Monday, September 15, 2008
The important point in Gapper's article on Lehman Brothers is this: 'By doing so he (Dick Fuld) would tacitly have admitted that Lehman was worth merely the sum of its parts. In other words, all the effort he had invested over his career in making Lehman a match to Goldman Sachs, Morgan Stanley and Merrill Lynch would have come to naught.' Gapper is, perhaps wisely, keeping a very narrow focus here. He is writing about Lehman as a specific failure. Fair enough, but, in view of the fact, also overnight, that Merrill Lynch was sold to the Bank of America, AIG begged for support and everybody is now waiting for the next big failure, Fuld's incompetence is merely an acute form of the chronic incompetence of the financial system as a whole. City boosters like Guido claim this is all part of the same old game. It isn't. Lehman lost everything it ever made - except salaries and bonuses - but all the banks have now lost the investment profits they made in recent years. They have done so knowing they are, in practical terms, one big bank and, as such, their risks will be underwritten by governments. This market wasn't free, it was ineptly rigged. Governments will now have to use regulation to make banks as boring and safe as possible. If they want ultimate state support - and they always do when the chips are down - then that is the price they must pay.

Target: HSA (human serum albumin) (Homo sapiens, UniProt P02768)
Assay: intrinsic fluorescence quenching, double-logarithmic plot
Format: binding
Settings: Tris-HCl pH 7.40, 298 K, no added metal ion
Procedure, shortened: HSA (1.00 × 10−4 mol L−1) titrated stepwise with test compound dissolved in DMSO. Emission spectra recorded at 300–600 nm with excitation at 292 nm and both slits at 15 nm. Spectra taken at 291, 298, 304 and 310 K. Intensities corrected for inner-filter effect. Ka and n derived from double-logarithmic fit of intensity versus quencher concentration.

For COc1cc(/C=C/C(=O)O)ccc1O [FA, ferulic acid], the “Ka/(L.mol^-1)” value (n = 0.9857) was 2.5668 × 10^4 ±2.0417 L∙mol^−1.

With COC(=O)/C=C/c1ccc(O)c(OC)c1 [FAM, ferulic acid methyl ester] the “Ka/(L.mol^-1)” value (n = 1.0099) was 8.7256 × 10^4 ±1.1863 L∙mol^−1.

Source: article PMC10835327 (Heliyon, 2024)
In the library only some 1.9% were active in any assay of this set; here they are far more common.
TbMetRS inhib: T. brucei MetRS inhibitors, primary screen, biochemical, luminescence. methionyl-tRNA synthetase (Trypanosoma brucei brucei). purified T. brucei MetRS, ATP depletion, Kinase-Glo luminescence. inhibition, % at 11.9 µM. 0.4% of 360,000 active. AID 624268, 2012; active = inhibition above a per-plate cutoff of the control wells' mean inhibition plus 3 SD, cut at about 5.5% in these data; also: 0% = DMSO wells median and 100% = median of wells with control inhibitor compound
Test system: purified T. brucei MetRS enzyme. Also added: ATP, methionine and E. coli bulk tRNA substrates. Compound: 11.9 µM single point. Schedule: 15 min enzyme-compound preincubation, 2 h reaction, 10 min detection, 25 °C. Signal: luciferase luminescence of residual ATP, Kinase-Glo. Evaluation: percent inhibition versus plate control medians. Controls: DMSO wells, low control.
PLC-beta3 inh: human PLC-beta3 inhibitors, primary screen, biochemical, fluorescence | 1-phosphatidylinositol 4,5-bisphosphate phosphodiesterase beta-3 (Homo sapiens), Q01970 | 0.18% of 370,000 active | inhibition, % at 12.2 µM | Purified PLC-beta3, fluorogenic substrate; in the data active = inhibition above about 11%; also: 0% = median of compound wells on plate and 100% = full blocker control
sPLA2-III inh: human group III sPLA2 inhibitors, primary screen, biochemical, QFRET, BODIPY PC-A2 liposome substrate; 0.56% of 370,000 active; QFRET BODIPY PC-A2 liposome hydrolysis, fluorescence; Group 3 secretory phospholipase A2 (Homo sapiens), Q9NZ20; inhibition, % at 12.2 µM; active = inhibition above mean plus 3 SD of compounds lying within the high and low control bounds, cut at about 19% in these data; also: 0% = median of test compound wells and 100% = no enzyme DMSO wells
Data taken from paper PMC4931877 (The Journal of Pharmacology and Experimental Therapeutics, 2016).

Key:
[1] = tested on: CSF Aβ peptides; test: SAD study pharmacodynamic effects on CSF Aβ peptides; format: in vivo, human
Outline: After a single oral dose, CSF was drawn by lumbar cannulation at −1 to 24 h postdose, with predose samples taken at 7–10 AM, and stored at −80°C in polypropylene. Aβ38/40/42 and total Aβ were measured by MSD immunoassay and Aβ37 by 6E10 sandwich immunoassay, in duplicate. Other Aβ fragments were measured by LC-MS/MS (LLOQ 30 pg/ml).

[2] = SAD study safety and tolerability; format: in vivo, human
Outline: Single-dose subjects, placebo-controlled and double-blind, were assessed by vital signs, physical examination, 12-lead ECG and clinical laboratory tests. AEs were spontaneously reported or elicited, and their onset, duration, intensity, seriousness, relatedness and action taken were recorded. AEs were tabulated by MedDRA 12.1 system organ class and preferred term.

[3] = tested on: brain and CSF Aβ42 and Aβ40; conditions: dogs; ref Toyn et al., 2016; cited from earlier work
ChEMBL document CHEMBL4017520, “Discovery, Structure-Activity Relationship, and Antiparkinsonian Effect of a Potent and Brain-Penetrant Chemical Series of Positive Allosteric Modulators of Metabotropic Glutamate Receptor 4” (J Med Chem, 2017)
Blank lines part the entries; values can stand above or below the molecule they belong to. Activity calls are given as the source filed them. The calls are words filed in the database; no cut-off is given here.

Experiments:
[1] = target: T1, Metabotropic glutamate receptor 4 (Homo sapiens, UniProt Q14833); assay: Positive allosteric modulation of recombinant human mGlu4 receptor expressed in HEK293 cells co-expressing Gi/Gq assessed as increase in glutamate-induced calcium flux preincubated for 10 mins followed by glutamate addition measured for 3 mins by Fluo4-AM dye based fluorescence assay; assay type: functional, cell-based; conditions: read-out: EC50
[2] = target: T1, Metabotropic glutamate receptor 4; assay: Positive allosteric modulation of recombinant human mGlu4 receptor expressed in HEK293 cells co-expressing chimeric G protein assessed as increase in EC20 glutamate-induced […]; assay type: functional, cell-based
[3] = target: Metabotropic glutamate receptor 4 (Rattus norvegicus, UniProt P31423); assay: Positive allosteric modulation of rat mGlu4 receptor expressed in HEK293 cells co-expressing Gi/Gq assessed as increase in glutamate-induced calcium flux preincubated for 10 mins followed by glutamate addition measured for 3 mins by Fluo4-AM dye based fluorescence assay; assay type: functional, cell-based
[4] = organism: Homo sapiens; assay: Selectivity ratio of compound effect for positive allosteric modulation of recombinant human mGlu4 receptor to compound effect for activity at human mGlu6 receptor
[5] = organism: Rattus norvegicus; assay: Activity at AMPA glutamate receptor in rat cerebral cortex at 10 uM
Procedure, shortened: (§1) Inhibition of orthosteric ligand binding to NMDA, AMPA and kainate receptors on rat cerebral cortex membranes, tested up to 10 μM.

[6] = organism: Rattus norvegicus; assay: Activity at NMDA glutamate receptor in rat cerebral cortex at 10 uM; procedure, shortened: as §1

Posted by Bryan Appleyard at 9:02 am